Tinglodu ..... One of my fav. Snack ...... made out of Urad Dal and Rice ..... Another Delicious Savoury, Crunchy, Manglorean Snack Similar to Chakuli / Murukku ........ to be enjoyed in Monsoon ..... when its pouring heavily ..... with a good book to read on ...... Bliss ....
Tinglodu as known in Konkani GSB Saraswat community is similar to chakuli in konkani and murukku / deep fried rice spirals in the other parts of Southern parts of Inida. A crispy deep fried snack enjoyed almost by the young and old alike. Children are very fond of this and they are finished in no time. I have already written in detail about chakuli some time back. So will not run into the details as both are similar in ingredients etc. Only the impressions used in making is different. Again this was prepared by me with my mother’s help for a change. This time I told her to watch more and help less as I wanted to learn to do so independently. Now that I have gained the confidence, I will be posting many more on similar lines with different combinations in the ingredients. This time too my hubby ventured into the task of helping me in pressing of the tinglodus from the machine. Indeed I am blessed to have got such a good helping hand, now I can go about assured that I need not go about the task of making these alone. Now both of us can share the burden of preparing these and enjoy and relish them whenever desired. Here I must admit that I am more fond of tinglodu somehow than chakuli. These did turn out yumz.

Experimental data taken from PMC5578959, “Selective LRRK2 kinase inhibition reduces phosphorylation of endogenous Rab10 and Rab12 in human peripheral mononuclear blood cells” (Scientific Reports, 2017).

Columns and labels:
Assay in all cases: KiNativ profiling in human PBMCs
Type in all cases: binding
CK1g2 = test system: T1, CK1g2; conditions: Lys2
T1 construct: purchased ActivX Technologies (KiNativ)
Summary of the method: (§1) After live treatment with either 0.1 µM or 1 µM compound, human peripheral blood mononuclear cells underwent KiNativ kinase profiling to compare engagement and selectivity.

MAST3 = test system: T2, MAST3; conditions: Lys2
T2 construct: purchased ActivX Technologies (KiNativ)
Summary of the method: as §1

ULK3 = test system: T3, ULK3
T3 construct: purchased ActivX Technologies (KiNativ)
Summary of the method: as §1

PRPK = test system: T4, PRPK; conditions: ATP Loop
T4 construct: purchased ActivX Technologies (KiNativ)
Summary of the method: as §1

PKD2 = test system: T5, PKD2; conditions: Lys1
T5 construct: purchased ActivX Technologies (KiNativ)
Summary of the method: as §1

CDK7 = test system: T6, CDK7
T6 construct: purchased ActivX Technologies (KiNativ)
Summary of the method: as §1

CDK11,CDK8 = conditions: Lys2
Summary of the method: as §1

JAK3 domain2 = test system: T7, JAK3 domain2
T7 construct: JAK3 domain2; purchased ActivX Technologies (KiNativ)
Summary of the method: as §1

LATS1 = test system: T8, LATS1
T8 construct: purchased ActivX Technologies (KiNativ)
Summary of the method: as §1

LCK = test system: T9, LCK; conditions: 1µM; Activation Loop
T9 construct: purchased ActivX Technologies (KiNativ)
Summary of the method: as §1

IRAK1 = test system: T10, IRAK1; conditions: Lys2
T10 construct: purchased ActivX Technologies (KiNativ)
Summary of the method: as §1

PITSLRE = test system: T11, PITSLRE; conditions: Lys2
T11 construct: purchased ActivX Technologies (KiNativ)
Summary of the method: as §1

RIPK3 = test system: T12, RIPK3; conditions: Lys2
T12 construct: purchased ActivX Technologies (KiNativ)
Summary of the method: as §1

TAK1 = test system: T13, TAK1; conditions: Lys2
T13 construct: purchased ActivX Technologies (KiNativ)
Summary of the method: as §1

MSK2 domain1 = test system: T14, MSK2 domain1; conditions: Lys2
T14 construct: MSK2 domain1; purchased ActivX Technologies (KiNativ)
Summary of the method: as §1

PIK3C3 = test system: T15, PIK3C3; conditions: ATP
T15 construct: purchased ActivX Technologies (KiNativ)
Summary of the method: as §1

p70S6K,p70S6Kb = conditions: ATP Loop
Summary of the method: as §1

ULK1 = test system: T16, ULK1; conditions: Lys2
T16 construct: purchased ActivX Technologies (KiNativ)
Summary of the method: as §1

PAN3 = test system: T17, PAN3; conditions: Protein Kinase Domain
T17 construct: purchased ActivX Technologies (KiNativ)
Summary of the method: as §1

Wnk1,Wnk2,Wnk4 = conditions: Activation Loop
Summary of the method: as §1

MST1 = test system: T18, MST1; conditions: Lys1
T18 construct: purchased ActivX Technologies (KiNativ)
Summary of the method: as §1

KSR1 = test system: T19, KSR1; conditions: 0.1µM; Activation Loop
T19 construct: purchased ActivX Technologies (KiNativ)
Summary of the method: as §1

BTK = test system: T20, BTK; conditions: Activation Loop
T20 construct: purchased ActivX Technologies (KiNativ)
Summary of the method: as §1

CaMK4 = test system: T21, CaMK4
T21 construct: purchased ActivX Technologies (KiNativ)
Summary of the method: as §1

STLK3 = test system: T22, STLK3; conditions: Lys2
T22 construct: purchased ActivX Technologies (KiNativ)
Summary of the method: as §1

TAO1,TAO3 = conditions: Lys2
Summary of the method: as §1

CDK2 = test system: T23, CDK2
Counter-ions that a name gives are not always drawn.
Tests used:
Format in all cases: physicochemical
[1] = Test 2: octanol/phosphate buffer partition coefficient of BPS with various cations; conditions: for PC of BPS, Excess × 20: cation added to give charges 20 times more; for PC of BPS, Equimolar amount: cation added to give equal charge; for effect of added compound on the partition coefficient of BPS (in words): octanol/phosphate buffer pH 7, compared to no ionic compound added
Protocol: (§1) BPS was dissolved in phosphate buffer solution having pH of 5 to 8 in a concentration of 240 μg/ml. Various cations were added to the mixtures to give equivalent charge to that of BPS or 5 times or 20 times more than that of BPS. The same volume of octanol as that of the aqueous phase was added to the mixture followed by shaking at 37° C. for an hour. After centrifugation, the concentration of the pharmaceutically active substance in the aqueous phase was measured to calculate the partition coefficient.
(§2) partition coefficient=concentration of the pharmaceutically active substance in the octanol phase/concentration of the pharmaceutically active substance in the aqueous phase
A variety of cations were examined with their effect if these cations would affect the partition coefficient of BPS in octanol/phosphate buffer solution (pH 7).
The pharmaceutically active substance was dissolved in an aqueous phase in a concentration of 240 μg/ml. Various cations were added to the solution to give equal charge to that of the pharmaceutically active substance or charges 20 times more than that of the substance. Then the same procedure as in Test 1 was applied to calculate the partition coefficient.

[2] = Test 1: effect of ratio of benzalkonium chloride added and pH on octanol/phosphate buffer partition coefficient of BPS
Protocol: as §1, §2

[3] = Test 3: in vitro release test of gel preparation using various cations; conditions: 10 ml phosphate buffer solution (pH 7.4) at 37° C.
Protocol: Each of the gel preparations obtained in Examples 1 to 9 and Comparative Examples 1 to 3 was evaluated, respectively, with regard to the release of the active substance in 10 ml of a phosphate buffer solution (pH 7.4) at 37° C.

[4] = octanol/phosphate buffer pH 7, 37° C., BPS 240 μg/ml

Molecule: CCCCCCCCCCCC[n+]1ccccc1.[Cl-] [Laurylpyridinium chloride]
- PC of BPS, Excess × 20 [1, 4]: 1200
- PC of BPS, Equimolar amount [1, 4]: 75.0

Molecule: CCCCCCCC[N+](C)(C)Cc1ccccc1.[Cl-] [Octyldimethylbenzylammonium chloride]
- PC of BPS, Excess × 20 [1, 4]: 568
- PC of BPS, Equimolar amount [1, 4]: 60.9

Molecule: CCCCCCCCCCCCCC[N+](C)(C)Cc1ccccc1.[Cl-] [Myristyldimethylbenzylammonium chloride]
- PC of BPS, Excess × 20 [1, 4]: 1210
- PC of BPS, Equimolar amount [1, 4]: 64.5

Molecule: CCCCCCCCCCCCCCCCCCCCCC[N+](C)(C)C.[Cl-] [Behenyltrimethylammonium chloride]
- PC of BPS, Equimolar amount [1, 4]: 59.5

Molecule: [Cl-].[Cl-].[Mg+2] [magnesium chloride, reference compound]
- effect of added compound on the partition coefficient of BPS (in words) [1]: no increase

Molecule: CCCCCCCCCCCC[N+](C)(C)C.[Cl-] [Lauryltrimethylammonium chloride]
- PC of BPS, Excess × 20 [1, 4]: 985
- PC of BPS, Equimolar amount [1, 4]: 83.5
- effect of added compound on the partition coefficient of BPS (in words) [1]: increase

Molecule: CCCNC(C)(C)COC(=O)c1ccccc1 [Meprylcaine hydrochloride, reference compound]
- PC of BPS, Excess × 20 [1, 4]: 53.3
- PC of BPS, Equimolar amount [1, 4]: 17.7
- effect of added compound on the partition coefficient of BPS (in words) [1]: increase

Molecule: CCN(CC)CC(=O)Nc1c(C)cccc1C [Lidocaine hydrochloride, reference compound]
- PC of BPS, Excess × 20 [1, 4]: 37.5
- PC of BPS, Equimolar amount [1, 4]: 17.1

Again I repeat that If the tinglodus tend to break while making, it means the kneaded atta is drier and will have to be a little smoother. So sprinkle some more water or coconut milk and try kneading the dough for some more time, knead it well again. And then put them in a pressing machine and press into making the tinglodu again. The tinglodu atta should come out of the pressing machine in a nice 3 lined thread without breaking and should be able to be shaped. You can check on any You-Tube for the same to get the exact method of the preparation. Deep fry the pressed tinglodu in hot oil and then when they cool to room temperature, store them in an airtight container.
You can enjoy them as snacks dipped in a cup of steaming hot rasam during monsoon when its pouring heavily and you simply want to put up your legs and enjoy the rains. I always prepare chakuli-tinglodu rasam / sambar whenever I prepare chakuli-tinglodu as we simple love them this way. You can just enjoy them anyway you wish. A good time pass snack too …. To nibble in between breaks if that tummy growls. At the end of the recipe I have added the link to Chakuli recipe too, please do follow the link for the same.
250 gms Urad Dal, 500 gms of Basmati rice flour or any other rice flour, 100 ml of coconut milk, 50-75 gms of white homemade butter, 2-3 tablespoon of white / black til, 2 tablespoon of jeera and Salt to taste.
Roast urad dal dry till light brown / reddish in colour over slow heat. Once a little bit cooled, grind in a mixer jar to a fine powder. Do not add any water. We need dry and fine powder. Sieve through a fine sieve. Put back the rough powder in the mixer grinder again and run the machine again. Sieve the powder again.